Dabigatran for Atrial Fibrillation: Cardioversion and Ablation

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The presentation covers background information regarding atrial fibrillation (A-fib) and the use of oral anticoagulant dabigatran surrounding cardioversion and ablation for A-fib. The information surrounds a patient case in which the patient prefers dabigatran over warfarin. Available literature on the topic is analyzed to make a patient specific recommendation.

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  • 1.Dabigatran for Atrial Fibrillation: Cardioversion and Ablation July 18, 2013 Marti Larriva, PharmD Candidate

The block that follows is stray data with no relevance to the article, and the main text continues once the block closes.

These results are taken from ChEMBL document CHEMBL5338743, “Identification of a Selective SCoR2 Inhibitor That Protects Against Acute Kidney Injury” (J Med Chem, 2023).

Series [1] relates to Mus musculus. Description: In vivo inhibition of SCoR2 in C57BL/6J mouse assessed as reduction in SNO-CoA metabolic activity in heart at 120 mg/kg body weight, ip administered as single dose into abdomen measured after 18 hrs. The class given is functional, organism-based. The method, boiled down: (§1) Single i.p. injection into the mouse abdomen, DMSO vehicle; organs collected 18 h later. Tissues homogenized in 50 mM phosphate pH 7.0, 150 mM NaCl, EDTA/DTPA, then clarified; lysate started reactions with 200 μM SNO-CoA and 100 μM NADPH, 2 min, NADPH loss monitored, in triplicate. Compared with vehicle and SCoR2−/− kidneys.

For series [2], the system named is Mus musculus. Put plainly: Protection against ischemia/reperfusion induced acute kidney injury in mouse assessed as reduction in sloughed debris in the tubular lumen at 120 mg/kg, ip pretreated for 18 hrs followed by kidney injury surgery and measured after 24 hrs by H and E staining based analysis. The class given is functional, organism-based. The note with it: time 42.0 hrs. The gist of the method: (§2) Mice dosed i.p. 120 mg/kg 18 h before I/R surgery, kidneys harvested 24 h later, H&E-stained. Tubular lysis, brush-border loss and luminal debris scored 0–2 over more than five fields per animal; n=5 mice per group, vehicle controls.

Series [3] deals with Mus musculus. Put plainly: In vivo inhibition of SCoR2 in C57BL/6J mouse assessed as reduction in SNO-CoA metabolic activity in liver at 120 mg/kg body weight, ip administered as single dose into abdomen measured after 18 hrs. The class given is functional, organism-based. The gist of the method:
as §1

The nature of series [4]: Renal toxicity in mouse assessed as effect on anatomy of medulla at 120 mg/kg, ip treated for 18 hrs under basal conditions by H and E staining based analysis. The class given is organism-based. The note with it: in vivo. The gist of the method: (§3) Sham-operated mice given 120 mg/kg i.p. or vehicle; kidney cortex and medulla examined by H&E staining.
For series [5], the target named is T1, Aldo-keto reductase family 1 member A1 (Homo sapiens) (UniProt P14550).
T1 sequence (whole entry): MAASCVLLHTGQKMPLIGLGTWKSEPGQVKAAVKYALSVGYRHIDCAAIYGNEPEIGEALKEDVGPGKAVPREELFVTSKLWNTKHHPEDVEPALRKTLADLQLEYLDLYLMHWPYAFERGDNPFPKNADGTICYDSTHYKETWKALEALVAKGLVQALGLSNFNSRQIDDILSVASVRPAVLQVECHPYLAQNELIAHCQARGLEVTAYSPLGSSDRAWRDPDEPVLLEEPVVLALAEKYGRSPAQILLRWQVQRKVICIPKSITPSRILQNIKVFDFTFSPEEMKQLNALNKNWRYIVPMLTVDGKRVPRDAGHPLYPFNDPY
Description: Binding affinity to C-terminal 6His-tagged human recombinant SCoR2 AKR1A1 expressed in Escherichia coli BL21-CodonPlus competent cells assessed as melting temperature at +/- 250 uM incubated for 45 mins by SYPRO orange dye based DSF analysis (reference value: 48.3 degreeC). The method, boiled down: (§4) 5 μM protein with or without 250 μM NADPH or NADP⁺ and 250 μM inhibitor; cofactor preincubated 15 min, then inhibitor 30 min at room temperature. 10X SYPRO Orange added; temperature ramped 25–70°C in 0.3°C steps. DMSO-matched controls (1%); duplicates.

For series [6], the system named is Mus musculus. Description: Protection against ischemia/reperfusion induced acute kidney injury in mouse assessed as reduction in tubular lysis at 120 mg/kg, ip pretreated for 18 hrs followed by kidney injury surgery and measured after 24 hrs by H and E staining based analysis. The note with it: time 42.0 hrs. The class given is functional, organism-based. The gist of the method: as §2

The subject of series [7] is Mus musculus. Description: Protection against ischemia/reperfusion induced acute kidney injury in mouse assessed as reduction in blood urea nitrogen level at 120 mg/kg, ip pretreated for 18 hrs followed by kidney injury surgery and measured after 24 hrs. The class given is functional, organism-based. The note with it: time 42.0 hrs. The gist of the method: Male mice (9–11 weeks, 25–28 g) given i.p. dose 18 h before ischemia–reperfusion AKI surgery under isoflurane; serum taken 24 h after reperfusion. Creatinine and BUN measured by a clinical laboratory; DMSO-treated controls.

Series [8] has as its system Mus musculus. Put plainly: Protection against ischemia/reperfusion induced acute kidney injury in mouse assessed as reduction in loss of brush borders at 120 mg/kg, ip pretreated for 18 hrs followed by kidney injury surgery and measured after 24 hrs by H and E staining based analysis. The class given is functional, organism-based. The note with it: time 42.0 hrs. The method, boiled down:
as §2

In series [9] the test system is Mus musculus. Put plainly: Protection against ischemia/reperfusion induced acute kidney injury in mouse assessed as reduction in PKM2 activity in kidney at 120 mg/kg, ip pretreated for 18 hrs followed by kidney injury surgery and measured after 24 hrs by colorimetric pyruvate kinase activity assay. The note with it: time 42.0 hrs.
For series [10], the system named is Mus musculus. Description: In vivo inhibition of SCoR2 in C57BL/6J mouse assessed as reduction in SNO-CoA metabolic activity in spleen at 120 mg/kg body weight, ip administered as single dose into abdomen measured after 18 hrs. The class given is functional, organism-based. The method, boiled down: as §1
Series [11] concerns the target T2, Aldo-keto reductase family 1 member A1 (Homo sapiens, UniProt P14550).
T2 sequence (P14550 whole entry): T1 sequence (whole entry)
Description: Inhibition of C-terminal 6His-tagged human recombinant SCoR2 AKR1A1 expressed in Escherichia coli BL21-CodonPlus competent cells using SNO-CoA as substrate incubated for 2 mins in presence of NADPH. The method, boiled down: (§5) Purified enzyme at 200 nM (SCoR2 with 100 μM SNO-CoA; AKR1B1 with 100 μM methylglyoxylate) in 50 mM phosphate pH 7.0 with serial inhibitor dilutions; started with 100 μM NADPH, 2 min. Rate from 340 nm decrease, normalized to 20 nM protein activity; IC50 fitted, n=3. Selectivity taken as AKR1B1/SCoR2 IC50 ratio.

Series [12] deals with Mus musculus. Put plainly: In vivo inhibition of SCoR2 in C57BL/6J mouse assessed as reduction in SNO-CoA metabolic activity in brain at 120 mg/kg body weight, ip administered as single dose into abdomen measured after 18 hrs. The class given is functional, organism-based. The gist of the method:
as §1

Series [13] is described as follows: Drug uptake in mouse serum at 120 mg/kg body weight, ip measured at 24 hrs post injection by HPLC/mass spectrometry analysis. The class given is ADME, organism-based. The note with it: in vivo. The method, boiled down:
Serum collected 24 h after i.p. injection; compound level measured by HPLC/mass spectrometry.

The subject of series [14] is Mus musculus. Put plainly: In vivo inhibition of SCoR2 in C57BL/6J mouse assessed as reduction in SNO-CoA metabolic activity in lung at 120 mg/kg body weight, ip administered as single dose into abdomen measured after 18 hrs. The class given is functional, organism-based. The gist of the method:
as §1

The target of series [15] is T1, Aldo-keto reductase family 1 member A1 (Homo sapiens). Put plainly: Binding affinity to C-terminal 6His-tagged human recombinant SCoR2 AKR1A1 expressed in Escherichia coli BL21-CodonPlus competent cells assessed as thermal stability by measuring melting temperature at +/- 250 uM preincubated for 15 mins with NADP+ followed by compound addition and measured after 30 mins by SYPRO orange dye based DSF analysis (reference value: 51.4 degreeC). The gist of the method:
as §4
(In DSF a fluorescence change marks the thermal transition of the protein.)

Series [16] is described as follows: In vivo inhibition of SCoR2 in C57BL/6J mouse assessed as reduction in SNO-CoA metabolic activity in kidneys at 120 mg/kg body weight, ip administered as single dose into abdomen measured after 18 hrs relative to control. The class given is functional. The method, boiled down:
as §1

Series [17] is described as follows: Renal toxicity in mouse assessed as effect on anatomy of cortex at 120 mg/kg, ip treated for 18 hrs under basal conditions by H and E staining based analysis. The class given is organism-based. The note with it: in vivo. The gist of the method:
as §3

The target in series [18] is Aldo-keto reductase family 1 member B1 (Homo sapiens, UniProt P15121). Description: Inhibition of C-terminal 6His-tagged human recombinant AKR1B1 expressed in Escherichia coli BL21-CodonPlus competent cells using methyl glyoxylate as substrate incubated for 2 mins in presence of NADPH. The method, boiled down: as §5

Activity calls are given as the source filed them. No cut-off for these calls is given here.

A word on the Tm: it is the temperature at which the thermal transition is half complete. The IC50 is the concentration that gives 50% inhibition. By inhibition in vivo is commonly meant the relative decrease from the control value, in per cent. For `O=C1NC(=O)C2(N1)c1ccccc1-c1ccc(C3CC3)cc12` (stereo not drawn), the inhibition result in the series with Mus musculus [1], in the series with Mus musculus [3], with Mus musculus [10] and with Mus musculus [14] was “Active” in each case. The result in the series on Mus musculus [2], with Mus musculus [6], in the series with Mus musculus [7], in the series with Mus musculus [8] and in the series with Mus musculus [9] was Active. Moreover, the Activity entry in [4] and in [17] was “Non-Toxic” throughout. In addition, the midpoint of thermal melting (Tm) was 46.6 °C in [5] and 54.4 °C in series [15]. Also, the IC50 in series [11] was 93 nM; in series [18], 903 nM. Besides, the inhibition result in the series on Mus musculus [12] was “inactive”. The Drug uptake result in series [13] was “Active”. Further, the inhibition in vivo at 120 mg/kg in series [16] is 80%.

2. Outline Patient Case Background Literature Summary Patient Case 3. Patient Case Mr. W 64 y/o male admitted with a chief complaint of chest pain, heart palpitations, and DOE x 1 week o EKG shows A. fib with RVRVitals Temperature98.06Pulse100Respiration18Blood Pressure120/82 PMH: HTN, sleep apnea, paroxysmal A. fib., and obesity Medications: o ASA 325 mg o Lisinopril 40 mg daily o Sotalol 160mg PO BID (HELD) CHADS2 = 1 CrCl = 90mL/min Cardiology consult o Diltiazem and heparin drip started o Plan for TEE and cardioversion o Patient does not want warfarin, was offered dabigatran and wants it instead. 4. Clinical Question What is the role of dabigatran as an anticoagulant during cardioversion or ablation for atrial fibrillation? 5. Background Atrial Fibrillation Cardioversion/Ablation Dabigatran 6. Atrial Fibrillation 7. Atrial Fibrillation PathophysiologyPulmonary vein reentry circuitsReversible CausesCardiac surgery, pericarditis, myocardial infarction, hyperthyroidism, pulmonary embolism, pulmonary disease, and excessive alcohol ingestionSymptomsCommon - palpitations, tachycardia, weakness, dizziness, lightheadedness, reduced exercise capacity, mild dyspnea Severe - dyspnea at rest, angina, presyncope, syncope, embolic event, right sided heart failureClassificationParoxysmal 2 episodes that terminates spontaneously in 7 days or lessPersistent AF that does NOT terminate after 7 daysPermanent AF for which cardioversion has failed or not been attempted Cheng A, Kumar K. Overview of atrial fibrillation. In: UpToDate, Baslo, DS (Ed), Waltham, MS, 2013 8. Atrial FibrillationTreatment General o o o o oTreat any underlying reversible causes Slow ventricular rate beta blockers, non-DHP calcium channel blockers Convert to normal sinus rhythm direct current, pharmacologic Prevent recurrences ablation Prevent stroke/improve survival anticoagulationCongestive Heart Failure, Hypertension, Age > 75, Diabetes, Stroke CHADS2 ScoreEvents per 100 patient years OR % per year00.4911.5222.5035.2746.025 or 66.88Go AS, Hylek EM, Chang Y, et al. JAMA. 2003;290(20):2685-2692 Cheng A, Kumar K. Overview of atrial fibrillation. In: UpToDate, Baslo, DS (Ed), Waltham, MS, 2013 9. Cardioversion Direct current or antiarrhythmic to return to NSR Reasons to CardiovertReasons NOT to CardiovertUnstable hemodynamics or worsening symptoms due to AFMinimally symptomaticFirst episode, irrespective of long term control strategyMultiple comorbidities OR Overall poor prognosis Stroke risk post-cardioversion is 1-5% over 1 month o Higher than baseline risk of 1-6% over 1 year Duration of AFPre-CardioversionPost-Cardioversion 48 hLMWH/UFH at therapeutic doses on presentationOral Anticoagulation x 4 weeks Stop/Continue based on rhythm> 48hTEE and/or Oral Anticoagulation x 3 weeksOral Anticoagulation x 4 weeks Stop/Continue based on rhythmYou JJ, Singer DE, Howard PA et al. Chest.2012;141(2 Suppl):e531S-75S. Naccarelli G, Ganz L, Manning W. Restoration of sinus rhythm in atrial fibrillation. In: UpToDate, Baslo, DS (Ed), Waltham, MS, 2013 10. Ablation Radiofrequency catheter ablation is applied to pulmonary veins suspected of initiating AF. o Success ranges from 50-80% Complications: o Periprocedural Embolism (CVA/TIA) 0.5 - 2.0% o Cardiac tamponade > 1% Most frequent cause of death o Pulmonary vein stenosis 1.0 - 3.0% No clear anticoagulation strategy o Continuous warfarin therapy shown to be safe and effective o Unclear safety and efficacy of dabigatran Passman, R. Radiofrequency ablation to prevent recurrent atrial fibrillation. In: UpToDate, Baslo, DS (Ed), Waltham, MS, 2013. 11. Dabigatran MechanismDirect thrombin inhibitorPharmacokineticsTime to peak 1 hour Excreted 80% in urine Metabolized to active form by plasma/hepatic esterasesDosage forms75mg, 150mgRenal dose adjustment > 50 mL/min: no dose adjustment 30-50 mL/min adjust dose in concomitant interacting medication that increases dabigatran concentrations 15-30 mL/min: 75 mg PO BID < 15mL/min: avoid useFDA-approved usesNonvalvular atrial fibrillationNon FDA-approved usesPostoperative thomboprophylaxis (knee/hip replacement)ContraindicationsMechanical prosthetic heart valves Active bleeding *Severe renal impairment (CrCl